At some point in time of of our lives we will all experience loss, whether it is due to a divorce or the death of a loved one.
Even if the person we lose to death has been struggling for months with a terminal illness, the exact moment that they pass on is always a surprise.
There are some deaths that are harder to accept or understand than others. When we lose a great-grandmother who has been on this earth for 90+ years the pain is not so deep as when a child of 3 is lost.
In the natural order of things; our grandparents and parents should pass away before us and our children after us. But what about those friends and family that are the same age as us? Where do they fall in the “acceptance” chain?
I just got word this week that a cousin that I grew up with and played with as a child was killed in an automobile accident. She was only 34 years old. I am having a very difficult time digesting this news. Part of it is because she was so young. Part of it is because it was so unexpected. But I think the largest part of it is because I haven’t seen her in a long while, and I still remember her as a child with long, beautiful hair that hung past her waist. I just can’t picture her dead.
“Dead”. It took me several paragraphs before I actually used that word. Many of us do that; avoid the words “dead” and “died”. We are more comfortable with the softer euphemisms “passed away”, “passed on”, “lost her” and likewise. I’m not sure why we do this. Possibly because death is such a final word, we cannot really accept the harshness of it. So we seek to soften it by reminding ourselves of the fact that there is an afterworld. “Dead” means “the end”, “passed on” means our loved ones are passing on to somewhere.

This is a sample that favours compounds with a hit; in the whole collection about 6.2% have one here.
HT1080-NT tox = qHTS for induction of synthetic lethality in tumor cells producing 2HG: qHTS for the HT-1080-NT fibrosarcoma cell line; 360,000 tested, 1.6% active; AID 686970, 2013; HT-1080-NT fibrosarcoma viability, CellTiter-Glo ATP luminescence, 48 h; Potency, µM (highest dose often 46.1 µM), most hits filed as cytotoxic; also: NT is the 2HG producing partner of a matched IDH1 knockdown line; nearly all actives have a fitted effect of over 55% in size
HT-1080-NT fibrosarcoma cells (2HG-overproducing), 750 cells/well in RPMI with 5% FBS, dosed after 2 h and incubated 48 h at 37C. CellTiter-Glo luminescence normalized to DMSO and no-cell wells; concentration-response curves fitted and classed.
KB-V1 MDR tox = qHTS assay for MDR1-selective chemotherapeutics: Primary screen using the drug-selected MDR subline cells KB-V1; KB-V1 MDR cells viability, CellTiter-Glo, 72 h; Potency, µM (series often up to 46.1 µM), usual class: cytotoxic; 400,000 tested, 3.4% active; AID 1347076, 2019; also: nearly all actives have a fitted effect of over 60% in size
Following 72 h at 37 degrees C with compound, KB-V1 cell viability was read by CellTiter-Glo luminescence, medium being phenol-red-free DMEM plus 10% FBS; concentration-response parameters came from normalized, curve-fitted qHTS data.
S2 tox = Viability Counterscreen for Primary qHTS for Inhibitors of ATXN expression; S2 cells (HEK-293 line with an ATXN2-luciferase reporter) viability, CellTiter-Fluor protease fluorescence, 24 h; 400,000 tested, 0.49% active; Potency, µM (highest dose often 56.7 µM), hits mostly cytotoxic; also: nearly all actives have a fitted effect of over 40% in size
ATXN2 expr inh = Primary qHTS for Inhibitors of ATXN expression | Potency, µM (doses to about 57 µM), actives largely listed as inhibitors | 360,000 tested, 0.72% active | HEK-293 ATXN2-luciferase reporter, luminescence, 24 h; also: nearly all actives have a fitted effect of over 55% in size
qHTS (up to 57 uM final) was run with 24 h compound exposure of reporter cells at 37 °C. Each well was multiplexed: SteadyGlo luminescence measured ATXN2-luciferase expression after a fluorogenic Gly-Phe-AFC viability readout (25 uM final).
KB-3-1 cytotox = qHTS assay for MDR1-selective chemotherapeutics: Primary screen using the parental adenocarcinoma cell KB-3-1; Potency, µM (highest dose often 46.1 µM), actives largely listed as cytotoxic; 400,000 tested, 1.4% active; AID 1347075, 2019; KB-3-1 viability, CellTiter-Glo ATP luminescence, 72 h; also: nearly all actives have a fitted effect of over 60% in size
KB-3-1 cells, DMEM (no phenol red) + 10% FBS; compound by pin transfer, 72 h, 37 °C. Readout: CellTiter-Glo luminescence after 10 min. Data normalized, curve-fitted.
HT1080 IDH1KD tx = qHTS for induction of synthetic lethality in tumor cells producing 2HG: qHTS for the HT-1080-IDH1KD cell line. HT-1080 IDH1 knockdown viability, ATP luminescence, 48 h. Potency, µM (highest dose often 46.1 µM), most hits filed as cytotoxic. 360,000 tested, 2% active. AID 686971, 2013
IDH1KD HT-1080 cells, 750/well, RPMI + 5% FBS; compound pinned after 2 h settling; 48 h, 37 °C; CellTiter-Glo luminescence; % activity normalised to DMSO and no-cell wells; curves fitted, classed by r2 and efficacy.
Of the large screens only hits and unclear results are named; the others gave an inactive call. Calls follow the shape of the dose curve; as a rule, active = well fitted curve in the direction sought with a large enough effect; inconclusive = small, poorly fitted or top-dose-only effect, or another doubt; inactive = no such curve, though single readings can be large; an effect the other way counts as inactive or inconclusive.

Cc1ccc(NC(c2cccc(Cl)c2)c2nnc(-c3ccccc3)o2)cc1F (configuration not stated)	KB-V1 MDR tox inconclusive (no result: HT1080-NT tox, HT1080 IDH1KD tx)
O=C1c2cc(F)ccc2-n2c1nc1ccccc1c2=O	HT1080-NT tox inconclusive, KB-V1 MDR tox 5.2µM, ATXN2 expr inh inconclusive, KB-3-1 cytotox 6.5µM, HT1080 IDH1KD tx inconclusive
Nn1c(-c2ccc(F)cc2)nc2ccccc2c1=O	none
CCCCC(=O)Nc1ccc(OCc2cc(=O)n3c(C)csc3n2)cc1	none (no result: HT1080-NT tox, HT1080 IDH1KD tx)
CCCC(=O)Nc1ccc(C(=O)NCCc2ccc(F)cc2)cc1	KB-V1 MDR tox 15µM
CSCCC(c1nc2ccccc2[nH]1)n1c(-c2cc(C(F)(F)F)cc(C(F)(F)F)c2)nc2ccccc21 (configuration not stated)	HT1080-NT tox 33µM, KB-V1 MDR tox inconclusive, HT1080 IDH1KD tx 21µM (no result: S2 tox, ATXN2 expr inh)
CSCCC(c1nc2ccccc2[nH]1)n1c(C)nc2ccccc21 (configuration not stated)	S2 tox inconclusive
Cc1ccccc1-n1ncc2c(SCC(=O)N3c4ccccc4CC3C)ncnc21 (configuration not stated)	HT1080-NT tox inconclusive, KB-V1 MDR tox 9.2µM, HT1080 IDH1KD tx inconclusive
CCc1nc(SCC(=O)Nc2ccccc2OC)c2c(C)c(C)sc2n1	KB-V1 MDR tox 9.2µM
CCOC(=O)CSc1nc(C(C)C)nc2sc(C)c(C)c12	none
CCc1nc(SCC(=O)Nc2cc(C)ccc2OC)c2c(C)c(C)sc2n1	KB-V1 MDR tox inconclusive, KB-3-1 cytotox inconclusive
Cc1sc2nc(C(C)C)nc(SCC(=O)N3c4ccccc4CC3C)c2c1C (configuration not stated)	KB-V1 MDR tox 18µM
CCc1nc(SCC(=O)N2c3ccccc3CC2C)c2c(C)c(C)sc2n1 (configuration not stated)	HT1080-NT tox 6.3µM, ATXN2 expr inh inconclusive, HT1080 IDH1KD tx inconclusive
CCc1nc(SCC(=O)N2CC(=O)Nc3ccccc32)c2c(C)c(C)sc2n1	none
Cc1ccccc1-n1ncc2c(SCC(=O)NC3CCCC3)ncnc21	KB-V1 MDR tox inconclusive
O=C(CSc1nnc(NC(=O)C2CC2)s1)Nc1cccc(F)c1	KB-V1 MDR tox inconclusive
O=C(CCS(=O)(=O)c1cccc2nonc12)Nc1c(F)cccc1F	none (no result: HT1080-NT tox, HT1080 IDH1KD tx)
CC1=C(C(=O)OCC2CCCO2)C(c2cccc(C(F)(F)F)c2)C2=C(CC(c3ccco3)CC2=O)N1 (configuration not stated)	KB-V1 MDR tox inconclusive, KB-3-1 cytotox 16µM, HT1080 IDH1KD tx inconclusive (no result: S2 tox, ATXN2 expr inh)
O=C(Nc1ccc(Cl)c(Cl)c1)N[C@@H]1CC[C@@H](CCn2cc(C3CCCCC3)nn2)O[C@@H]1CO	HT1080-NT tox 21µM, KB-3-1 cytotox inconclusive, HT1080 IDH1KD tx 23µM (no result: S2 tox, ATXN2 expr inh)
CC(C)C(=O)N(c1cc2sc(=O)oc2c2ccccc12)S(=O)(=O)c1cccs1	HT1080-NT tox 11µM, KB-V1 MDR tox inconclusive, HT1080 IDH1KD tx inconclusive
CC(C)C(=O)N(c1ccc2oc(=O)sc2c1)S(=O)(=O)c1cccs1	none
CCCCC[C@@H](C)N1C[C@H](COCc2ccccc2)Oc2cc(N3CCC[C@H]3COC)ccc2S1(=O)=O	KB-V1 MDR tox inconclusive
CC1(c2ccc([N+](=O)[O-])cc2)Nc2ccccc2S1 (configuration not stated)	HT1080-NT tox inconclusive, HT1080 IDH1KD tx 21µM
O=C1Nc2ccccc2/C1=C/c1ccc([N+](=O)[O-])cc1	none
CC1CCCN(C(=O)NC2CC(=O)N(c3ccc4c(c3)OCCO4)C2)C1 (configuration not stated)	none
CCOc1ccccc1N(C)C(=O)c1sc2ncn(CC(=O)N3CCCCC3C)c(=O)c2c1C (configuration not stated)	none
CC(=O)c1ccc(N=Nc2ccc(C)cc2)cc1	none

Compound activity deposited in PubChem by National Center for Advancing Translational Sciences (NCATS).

I keep thinking of the funeral I am about to attend. We often say we are paying our “last respects”, but the truth is, the funeral is not for the deceased – it is for those of us who are left behind. It is our chance to say “goodbye”, to gather together with others who also loved this person that has gone on without us. It is our chance to talk and reminisce, to share stories about how all of us cousins used to get together on Christmas Eve morning for breakfast at our grandmother’s and then open presents. How we would compare Barbie dolls when we were younger, and then compare makeup kits as we became teenagers.
At a funeral there are tears but there is often laughter, too. We are surprised that we can laugh during these times, but these are the memories we most want to hang onto in our hearts. Mourn that your loved one is gone, but remember the times when your loved one was alive.
We will miss you Vi.